Yes. Yes I do want one. The real question is when don't I wanna Fanta? The answer so far is never. I can’t think of a time when I wouldn’t want a crusty glass bottle of warm, lightly carbonated Nazi soda. It just might be my calling in life. I’ve given up on pretending to like manly drinks. I knew I was screwed when I discovered to my own dismay that my favorite beer was Blue Moon. You know, the kind that you squirt the orange slice into and sip lightly as you dive into the weekend gossip? I only saw one other guy have one and he had frosted hair and a white patterned shirt with the top two buttons undone, skin-tight pants (is that treated leather?) and ordering something vegan. It was in this bar in the Inner Harbor in Baltimore a few weeks ago and I was like totally chillin’ w/ my ladyfriends :) Ashley and Sarah lol...uh…I MEAN THESE TWO CHICKS THAT I WAS PIMPIN’ ON Y’KNOW!?!?! WE WERE SOOO WASTED DUDE!!!! YEAH BRO!!!! [high fives, high fives] *sigh* Anyway, there’s just something about fruity orangeness that I just can’t get enough of. Which is why I’m so darn full of Fanta right now.

Let me tell you about African soda for those unfortunate enough never to have had the opportunity of tasting it. Take your normal American Coke, remove all carcinogens, high fructose syrups, 1/3 of the carbonation and pretty much just use ingredients that are grown in like, fields, instead of pharmaceutical laboratories and you’ve got a half-liter of heaven. Seriously, American Coke is like the bizzarro version of African Coke. The sugar is like that amniotic fluid stuff they keep the humans in in The Matrix. You know the way it gums your saliva after you drink one so that when you spit and the saliva retains its covalent bonding so you can’t ever actually get rid of the crap, but you end up sucking it back into your mouth? EWW! And we’re actually swallowing that stuff? Aren’t we just turning all our fluids into glue? Instead of experimenting with different synthetic syrups to achieve a roughly sugar-like flavor, Africans decided to use REAL SUGAR. GENIUS!!! It’s pretty much just growing all over the place so why not, right? I just walked into my back yard yesterday with my current host-mom and just picked some cane and ate it. It was so awesome. I just straight up ate sugar and it tasted great. In my entire life in the States I don’t think I ever even understood where sugar came from let alone ate sugarcane. It’s a testament to how much cooler things are in Africa. For me the first stop in my journey of transformation was discovering that foods don’t in fact grow in cans and jars, but are originally a part of organic matter before being carted off to the processing plant.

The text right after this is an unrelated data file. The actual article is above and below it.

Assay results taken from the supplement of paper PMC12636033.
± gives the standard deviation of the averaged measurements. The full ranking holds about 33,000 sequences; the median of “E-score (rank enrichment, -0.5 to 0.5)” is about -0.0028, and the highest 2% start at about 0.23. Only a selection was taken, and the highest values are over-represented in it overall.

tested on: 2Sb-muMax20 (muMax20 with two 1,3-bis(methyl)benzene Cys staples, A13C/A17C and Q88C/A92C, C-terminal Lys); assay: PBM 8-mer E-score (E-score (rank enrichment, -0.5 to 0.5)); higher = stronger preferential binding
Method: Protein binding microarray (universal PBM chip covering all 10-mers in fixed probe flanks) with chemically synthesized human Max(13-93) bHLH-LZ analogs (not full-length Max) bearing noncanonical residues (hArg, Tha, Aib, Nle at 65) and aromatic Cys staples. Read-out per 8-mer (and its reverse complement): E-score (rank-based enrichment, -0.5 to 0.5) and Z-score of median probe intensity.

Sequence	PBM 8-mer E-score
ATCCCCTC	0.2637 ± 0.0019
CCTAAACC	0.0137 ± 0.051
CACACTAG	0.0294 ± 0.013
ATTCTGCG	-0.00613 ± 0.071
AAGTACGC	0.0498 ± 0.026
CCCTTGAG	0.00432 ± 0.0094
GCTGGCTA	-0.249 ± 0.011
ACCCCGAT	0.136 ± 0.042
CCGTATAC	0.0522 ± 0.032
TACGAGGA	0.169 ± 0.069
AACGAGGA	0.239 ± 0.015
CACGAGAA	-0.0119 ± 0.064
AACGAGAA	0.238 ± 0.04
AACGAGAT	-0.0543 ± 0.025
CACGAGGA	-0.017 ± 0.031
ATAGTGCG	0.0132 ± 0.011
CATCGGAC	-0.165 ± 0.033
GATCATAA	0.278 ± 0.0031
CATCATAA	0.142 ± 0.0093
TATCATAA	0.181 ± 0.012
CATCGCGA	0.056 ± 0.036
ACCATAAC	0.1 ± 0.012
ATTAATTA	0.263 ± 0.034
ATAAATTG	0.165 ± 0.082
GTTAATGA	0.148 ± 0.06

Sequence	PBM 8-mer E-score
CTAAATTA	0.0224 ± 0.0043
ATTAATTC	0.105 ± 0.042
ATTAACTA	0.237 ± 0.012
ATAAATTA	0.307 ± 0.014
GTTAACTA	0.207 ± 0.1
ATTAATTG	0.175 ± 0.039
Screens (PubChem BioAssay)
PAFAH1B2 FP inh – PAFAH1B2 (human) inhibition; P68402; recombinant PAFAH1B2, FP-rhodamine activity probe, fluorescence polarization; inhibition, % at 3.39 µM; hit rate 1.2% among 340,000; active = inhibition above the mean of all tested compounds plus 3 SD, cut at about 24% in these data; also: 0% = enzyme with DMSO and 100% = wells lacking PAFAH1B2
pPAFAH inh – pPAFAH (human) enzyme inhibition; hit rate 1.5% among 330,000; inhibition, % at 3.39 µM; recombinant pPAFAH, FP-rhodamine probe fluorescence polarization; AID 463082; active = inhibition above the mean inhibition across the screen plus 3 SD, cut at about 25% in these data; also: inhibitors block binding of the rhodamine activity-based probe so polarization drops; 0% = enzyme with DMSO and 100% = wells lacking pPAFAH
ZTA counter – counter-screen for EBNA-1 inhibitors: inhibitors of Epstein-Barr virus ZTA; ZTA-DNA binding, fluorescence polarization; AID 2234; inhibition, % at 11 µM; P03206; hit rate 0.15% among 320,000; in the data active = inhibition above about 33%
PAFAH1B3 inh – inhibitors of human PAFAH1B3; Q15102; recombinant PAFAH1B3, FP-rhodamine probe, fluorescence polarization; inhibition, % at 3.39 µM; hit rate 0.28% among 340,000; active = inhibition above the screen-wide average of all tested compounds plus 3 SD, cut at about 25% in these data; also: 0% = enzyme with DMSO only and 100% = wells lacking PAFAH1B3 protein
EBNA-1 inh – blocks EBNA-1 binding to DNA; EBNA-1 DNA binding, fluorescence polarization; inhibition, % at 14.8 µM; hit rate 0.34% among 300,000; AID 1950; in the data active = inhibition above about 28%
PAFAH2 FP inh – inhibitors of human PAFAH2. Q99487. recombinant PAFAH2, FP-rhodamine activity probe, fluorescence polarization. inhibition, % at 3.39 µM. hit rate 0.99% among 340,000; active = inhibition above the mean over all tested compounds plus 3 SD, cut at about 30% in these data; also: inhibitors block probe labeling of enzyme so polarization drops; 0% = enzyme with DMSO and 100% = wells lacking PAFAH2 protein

So since we’ve got the sugar thing down, now we can move on addressing the other problems with the American soda formula. Now that the soda actually tastes good, there’s no need to keep all that heartburn-inducing carbonation to mask the flavor. Let’s just take remove about a third of it, make those bubbles a bit smaller, and you actually have a “soft drink” instead of a “bubbles-explode-in-your-throat-giving-you-a-stroke drink”. Again, some sensible Africans just decided that it was unnecessary to make soda taste like Pop Rocks.

Two down, last thing. Why chill it so much? In America you have to freeze your throat lining just to make the stuff taste good. Gotta have something to take your mind off that awful corn syrup and those exploding gaseous burp-bubbles right? Well in Africa you can actually have your drink higher than 33 degrees Fahrenheit and still taste good. It’s unbelievable. It’s much less stressful than searching for the absolute frostiest bottle you can find in the store then rushing to check out and guzzle the thing so it doesn’t have the chance to raise one degree of temperature and betray the fact that it actually TASTES BAD.

Anyway, non-potable drinking water doesn’t bother me in the least as long as I’ve gotta Fanta. It also takes care of the whole “cultural sensitivity vs. Covenant” thing for me. In Malawi nothing’s more culturally appropriate than a nice, smooth Fanta orange. Conflicted about breaking the Covenant during your internship? (Sarah Bagge, I know you are) take my advice and just knock back a Fanta and let your troubles trickle away.

Monday, June 2, 2008

First weekend in Lilongwe

The World Relief office is a pretty burrow in Lilongwe's Area 10 residential district. The whole of Lilongwe is remarkably green. It is a very different city from a place like Harare in which construction seemed to have started out from a single nucleus and expanded outward like cellular reproduction. Though the infrastructure is underdeveloped Lilongwe is a well-planned city that is spread out over a large area, leaving room for trees, foliage and other greenery. The city could be taken as a rural area when viewed from afar, but looks are deceiving and the city is actually very active on the ground. Tomaida, my supervisor's wife told me that Lilongwe is unique in that it is decidedly African with very few foreign business interests. It's a good picture of Malawi itself: a poor country, but a stable one that manages its own affairs without selling out its land or resources to foreigners. Malawi keeps it real.

I've only been here a few days, but I've made some good friends that will be sad to leave when I go to my permanent situation in Salima. I am staying with my supervisor's family, Sandress and Tomaida Mziska. Sandress is a very thoughtful man who has studied philosophy and anthropology, so we have had several enlightening conversations. He is very wise, softspoken and respectable; he kind of reminds me of Mr. J.O.B Matekone in the "No. 1 Ladies Detective Agency Novels" except way more fatherly. He told me the other day that "Anthropology is essential to the study of theology, since in theology we don't only study God, but also people." A lot of the rhetoric around the church in Malawi is focused on strengthening relationships with each other through seeking deeper closeness with God. Theology and anthropology go hand in hand here, which is, I think probably the best way to go about the latter.